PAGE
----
PODGORICA, Montenegro (AP) — NATO Secretary General Jens Stoltenberg on Thursday praised reforms so far in Montenegro and urged further effort ahead of the December decision on whether to invite the Balkan country with historic ties to Russia to join the Western military Alliance.
"Montenegro is a strong aspirant for membership," Stoltenberg said after addressing lawmakers and speaking to Montenegrin officials.
"Further implementation of the reforms is key," he added. "It demands strong commitment, but it can be done and Montenegro is taking the right steps."
Stoltenberg, who is on a two-day visit with ambassadors from NATO's North Atlantic Council, has praised Montenegrin reforms of the armed forces and intelligence services.
The Montenegrin government has strongly pursued NATO membership since the country became independent in 2006, but it has been told it must also beef up public support for NATO, strengthen the rule of law and step up other reform.
"It is important to continue with the reform momentum by December and after that," Montenegrin Prime Minister Milo Djukanovic said. "In such atmosphere, we have much reason for optimism that we will reach our goal."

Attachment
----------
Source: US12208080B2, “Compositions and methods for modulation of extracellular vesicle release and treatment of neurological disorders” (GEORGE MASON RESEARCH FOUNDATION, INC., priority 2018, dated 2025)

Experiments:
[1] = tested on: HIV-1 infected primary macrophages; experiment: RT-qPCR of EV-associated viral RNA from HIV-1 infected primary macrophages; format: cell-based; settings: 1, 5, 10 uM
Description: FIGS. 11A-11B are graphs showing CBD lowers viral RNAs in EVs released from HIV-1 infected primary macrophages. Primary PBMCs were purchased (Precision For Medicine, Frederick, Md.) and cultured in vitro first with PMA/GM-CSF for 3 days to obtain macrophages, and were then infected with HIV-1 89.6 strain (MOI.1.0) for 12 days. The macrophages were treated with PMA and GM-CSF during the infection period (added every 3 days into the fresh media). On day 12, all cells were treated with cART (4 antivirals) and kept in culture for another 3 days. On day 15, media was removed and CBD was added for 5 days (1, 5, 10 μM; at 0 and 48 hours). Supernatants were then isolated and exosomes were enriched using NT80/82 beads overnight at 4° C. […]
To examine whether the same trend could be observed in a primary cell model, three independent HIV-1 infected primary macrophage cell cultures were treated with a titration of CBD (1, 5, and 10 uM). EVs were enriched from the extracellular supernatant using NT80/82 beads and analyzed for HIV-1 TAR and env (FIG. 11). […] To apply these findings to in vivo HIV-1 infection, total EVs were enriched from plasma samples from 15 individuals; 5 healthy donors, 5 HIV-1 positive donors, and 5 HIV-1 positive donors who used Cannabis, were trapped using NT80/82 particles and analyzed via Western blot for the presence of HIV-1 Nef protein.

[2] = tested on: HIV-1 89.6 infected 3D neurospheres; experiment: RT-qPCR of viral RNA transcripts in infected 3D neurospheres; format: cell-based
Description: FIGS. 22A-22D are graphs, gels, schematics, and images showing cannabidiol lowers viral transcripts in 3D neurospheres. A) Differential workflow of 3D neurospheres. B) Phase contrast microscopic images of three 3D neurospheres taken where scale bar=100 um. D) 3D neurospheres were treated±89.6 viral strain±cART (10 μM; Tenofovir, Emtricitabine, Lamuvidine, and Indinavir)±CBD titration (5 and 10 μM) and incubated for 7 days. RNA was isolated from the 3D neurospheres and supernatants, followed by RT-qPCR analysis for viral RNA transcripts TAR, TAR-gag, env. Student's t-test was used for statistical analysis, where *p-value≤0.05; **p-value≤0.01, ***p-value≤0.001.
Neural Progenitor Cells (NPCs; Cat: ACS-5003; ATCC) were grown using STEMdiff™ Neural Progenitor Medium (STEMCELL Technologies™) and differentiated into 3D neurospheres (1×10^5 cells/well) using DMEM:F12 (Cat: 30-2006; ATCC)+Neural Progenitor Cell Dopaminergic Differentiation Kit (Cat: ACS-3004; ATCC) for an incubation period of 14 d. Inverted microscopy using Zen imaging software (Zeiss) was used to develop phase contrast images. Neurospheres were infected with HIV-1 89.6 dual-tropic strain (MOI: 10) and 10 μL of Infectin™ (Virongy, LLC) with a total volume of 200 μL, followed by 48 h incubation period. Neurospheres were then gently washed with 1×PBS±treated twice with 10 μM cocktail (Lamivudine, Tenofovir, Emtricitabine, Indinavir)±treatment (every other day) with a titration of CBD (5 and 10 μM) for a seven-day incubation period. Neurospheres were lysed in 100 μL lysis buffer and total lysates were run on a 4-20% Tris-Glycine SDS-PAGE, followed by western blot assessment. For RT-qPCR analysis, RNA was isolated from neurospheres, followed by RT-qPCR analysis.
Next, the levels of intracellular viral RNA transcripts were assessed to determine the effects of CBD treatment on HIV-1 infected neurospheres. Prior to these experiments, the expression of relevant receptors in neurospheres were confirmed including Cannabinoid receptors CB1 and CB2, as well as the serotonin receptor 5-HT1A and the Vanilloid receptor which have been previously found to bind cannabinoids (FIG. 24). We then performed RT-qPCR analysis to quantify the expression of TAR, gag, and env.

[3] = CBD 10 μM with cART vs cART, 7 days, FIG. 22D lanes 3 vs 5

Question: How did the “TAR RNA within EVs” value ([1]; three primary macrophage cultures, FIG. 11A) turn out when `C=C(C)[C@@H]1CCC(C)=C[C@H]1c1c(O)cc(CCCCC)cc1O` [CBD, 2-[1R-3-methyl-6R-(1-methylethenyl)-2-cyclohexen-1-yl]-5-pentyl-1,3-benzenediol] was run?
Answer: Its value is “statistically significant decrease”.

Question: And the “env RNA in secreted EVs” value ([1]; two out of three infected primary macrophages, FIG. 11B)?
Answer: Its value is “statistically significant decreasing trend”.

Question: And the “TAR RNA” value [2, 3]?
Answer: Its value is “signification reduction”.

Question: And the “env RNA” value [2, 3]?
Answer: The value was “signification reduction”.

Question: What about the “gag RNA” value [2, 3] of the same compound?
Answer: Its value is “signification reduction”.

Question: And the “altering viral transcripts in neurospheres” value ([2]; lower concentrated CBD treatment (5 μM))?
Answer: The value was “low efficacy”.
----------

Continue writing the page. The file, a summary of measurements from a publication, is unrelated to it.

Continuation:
Illustrating the public divide on NATO membership, dozens of anti-NATO protesters gathered in the capital, Podgorica, holding banners reading "No to NATO." The same slogan has been sprayed on dozens of buildings throughout the capital city.
Anti-NATO sentiments are due partly to NATO's bombing campaign against Yugoslavia over Kosovo in 1999. Still, recent opinion polls have suggested that support for NATO has grown in recent months amid a strong government campaign.
"It is now important for Montenegro to show that the systems are performing, delivering the results for which they were created," Stoltenberg said.
The United States has signaled support for Montenegro's membership bid, but Russia — which has traditionally strong religious, cultural and historic influence in the Balkans — has been opposed.